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Wheel sizes

Old 10-01-01, 10:33 AM
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Wheel sizes

Since there seems to be a lot of confusion regarding different wheel/rim sizes, let me just take this opportunity to further obfuscatethe situation:
700c wheels:
These are called "700" not because of the rim diameter (which is actually 622mm), but rather the approximate diameter of the "traditional" tyre. In some places, these are also referred to as 28" tyres. Many tubulars still use this obsolete naming convention.This is confusing! Tyres with 635mm rims (ancient Raleigh roadsters, some traditional bikes still made in India, China) are the only proper 28" tyres! A 700 tyre, whether tubular or clincher, is not the same as a 28" or a 27" tyre!!!
27" wheels:
These are referred to as 27" because that was the approximate diameter of the tyre. They were originally intended to be a lower profile tyre than the big ballon tyres of the day, hence, they are a smaller # than some tyres which are on smaller rims! These tyres sit on 630mm rims, and are not interchangeable with 700c tyres! This size has been obsolete for about 10 years now.
26" wheels:
Depending on the type of bike, a 26" tyre could be mounted on a rim of 571mm (650c), 597mm, 590mm, 584mm, or 571mm. None of these tyres are interchangeable with different rims, and there are actually 2 different 597mm type rims!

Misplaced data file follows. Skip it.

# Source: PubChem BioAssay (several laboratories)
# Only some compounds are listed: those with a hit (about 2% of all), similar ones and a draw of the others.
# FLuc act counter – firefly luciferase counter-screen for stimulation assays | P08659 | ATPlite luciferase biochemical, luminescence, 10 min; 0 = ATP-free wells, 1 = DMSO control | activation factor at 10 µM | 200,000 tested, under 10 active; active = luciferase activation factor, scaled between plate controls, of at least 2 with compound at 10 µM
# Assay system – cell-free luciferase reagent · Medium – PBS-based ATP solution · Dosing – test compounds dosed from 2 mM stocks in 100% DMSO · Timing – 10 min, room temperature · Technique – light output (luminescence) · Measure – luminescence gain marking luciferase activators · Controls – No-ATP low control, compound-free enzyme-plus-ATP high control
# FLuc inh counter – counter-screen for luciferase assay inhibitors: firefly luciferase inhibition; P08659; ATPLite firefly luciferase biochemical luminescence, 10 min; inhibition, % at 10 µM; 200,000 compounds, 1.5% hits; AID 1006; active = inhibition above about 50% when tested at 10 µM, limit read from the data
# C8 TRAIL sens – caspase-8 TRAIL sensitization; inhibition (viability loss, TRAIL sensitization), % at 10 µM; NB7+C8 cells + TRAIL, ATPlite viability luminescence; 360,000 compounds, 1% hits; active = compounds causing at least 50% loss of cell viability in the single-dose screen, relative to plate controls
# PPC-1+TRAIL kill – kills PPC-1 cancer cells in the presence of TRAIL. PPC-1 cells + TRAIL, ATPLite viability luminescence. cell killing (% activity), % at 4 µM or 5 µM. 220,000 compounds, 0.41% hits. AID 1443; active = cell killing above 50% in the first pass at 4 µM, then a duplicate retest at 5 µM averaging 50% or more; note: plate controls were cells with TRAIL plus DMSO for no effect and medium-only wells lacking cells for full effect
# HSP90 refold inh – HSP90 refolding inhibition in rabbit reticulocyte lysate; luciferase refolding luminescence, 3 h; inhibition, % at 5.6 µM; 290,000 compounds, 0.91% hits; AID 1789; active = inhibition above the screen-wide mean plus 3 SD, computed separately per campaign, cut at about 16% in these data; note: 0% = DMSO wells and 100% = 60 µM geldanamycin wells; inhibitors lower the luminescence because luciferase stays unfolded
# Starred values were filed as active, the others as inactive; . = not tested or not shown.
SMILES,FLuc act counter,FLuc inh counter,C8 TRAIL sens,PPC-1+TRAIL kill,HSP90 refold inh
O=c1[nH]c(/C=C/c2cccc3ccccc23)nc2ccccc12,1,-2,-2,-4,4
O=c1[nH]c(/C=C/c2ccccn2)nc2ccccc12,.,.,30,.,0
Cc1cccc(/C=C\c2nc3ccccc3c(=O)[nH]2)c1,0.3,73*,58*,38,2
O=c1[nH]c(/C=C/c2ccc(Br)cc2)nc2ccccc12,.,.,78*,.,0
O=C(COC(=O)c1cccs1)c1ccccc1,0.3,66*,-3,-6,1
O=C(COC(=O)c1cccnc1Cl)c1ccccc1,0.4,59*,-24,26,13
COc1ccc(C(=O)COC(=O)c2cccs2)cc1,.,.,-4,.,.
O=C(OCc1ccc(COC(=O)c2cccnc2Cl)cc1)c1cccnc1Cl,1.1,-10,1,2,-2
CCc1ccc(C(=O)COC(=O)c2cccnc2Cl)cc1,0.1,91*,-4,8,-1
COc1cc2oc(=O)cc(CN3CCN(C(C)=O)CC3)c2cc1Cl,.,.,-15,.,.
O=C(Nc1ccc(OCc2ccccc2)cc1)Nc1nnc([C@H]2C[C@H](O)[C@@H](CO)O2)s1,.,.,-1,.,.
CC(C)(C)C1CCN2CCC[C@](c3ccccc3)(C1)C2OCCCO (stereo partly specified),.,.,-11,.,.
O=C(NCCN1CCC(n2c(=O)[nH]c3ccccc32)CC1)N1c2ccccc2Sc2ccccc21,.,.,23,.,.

When you are looking for a tyre to fit a rim, always look for the ertro # on the rim. Then, look for the similar # on the tyre.
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Old 10-02-01, 08:31 PM
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Is the ertro # the 622x23 (or whatever) size? It's probably worth mentioning that it's never put on the tire label, but rather is ... what's the opposite of embossed, outbossed?... anyhow, it's usually molded into the rubber somewhere on the side of the tire.

They don't have any trouble dumping ***** like integrated headsets on us, but they would never consider going to the logical tire sizing standard.
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Old 10-02-01, 08:48 PM
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It gets worse! The original Schwinn factory made bikes like the Speedster and Collegiate that used a 26 x 1 3/8 tire. These are not the same tires as used on 26 x 1 3/8 wheels for any other bike company. If you're working on an old bike, there's no way of knowing until try to restore your old bike and buy the wrong tire.
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